Can I deduct mileage and gas in 2019?

November 08, 2019 by Steve Banner, EA, MBA
speedometer

The Tax Cut and Jobs Act of 2017 that took effect in 2018 changed the rules for deducting mileage and gas expenses. From 2018 until 2025, only Armed Forces reservists, qualified performing artists, and some government officials can claim their job-related car expenses. This means that most employees who drive their own car for work purposes and are not repaid for their costs cannot deduct their car expenses.

But the good news is that there has been no change to these rules for self-employed taxpayers. They can continue to deduct their car expenses at the standard rate of 54.5 cents per mile driven for business. Or, they can deduct the amount of their actual expenses multiplied by the percentage of the car’s use for business. Taxpayers who own rental properties can also use this rate for any mileage incurred relating to their rental activities, such as driving from their home to the rental property to perform necessary maintenance or repairs.

There is also good news in other areas. The mileage and gas deduction for medical and charitable purposes was not changed. Taxpayers who drive for medical purposes such as doctor visits can deduct their mileage at the standard rate of 18 cents per mile. Or, they can choose to deduct the actual cost of gas and oil for their medical-related journeys.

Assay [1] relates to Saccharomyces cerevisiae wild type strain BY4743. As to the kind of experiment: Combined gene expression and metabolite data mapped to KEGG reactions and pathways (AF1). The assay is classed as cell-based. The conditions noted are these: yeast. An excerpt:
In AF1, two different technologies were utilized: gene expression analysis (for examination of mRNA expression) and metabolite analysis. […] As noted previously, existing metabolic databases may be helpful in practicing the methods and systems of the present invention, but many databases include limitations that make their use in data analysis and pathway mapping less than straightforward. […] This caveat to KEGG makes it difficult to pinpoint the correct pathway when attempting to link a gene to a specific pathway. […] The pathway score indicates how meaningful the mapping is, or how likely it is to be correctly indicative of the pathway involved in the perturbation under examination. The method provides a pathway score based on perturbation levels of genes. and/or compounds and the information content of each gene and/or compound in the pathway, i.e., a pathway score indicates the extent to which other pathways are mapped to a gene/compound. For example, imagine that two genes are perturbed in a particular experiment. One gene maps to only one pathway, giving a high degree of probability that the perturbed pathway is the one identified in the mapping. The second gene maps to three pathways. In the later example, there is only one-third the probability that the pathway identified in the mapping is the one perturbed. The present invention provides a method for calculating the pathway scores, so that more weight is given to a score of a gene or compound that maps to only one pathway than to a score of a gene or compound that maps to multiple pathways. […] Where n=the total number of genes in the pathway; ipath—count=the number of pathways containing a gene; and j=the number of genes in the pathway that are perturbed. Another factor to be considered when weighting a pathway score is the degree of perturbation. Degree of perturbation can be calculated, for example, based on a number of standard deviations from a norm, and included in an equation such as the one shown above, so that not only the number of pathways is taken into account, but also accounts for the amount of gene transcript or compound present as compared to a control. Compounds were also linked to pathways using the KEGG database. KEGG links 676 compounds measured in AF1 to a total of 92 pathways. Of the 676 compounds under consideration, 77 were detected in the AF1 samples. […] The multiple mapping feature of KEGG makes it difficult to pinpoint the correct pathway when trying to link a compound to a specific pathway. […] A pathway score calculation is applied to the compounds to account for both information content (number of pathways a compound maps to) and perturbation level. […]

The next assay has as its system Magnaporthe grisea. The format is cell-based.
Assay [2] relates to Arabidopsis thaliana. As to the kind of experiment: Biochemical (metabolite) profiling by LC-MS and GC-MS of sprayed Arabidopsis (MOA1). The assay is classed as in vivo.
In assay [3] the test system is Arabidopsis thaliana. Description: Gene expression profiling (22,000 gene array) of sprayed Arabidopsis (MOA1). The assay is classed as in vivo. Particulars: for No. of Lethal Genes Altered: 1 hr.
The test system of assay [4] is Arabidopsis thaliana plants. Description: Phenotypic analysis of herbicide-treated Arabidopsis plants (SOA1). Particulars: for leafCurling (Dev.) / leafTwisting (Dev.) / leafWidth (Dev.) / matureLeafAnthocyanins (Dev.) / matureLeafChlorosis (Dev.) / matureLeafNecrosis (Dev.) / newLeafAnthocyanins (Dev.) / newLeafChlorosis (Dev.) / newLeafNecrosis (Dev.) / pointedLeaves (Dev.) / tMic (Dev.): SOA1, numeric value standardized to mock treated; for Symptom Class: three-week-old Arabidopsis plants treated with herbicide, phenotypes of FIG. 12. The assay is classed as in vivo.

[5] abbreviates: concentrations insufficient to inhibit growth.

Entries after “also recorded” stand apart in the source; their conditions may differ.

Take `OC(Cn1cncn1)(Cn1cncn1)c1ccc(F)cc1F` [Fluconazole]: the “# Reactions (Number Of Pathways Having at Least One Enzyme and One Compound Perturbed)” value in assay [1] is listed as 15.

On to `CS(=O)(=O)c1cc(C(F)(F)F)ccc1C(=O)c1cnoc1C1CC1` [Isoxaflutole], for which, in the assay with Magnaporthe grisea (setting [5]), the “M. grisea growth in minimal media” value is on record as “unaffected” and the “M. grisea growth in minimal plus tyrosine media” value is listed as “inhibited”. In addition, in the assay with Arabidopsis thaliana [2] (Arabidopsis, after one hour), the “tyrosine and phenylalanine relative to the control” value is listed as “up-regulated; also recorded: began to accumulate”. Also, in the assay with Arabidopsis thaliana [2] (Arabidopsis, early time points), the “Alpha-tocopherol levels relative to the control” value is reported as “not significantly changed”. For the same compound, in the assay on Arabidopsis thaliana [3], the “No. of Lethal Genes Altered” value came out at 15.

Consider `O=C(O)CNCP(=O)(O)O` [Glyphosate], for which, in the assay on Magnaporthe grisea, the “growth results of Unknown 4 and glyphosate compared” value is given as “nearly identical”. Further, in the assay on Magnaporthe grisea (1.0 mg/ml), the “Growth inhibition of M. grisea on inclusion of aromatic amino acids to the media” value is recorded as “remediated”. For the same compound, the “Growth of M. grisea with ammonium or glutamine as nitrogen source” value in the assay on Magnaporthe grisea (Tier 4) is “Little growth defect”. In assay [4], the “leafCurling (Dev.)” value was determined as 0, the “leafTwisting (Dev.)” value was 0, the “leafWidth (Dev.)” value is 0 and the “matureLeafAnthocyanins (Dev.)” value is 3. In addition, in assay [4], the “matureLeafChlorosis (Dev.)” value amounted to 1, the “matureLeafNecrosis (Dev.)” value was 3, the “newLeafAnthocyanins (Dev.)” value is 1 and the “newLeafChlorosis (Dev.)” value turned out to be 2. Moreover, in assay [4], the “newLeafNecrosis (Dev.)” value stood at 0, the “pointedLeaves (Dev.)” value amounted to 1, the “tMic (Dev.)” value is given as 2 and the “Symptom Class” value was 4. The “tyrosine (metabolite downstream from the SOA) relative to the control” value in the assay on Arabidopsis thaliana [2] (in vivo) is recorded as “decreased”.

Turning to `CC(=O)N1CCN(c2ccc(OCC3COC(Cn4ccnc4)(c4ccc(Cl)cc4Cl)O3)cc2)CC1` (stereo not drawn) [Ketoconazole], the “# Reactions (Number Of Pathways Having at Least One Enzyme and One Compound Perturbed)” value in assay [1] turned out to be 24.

Taxpayers can deduct out-of-pocket expenses such as driving their car while doing volunteer work for a charitable organization. They can choose between the standard rate (14 cents per mile) or the actual cost of gas and oil related to the miles they drove for charitable purposes.

Expenses for tolls and parking can also be deducted when a car is used for your small business, rental properties, medical or charitable purposes.

Finally, it is important for anyone who thinks they may meet any of the above conditions to make sure to keep accurate and contemporaneous mileage logs as well as receipts for their car expenses. This is a frequently audited deduction, and without good documentation the amount claimed will not likely be allowed.

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Steve Banner, EA, MBA
Tax Content Developer

 

Steve Banner began his career in the field of income tax in 1977 and has since gathered business experience in a variety of countries and cultures. In addition to the United States, he has lived and worked for extended periods in Australia, Saudi Arabia, Canada, and Sweden. Along the way he studied Adult Education and earned a Bachelor of Education, Master of Educational Administration, and MBA. He joined TaxAudit in 2016, where he is a Tax Content Developer.


 

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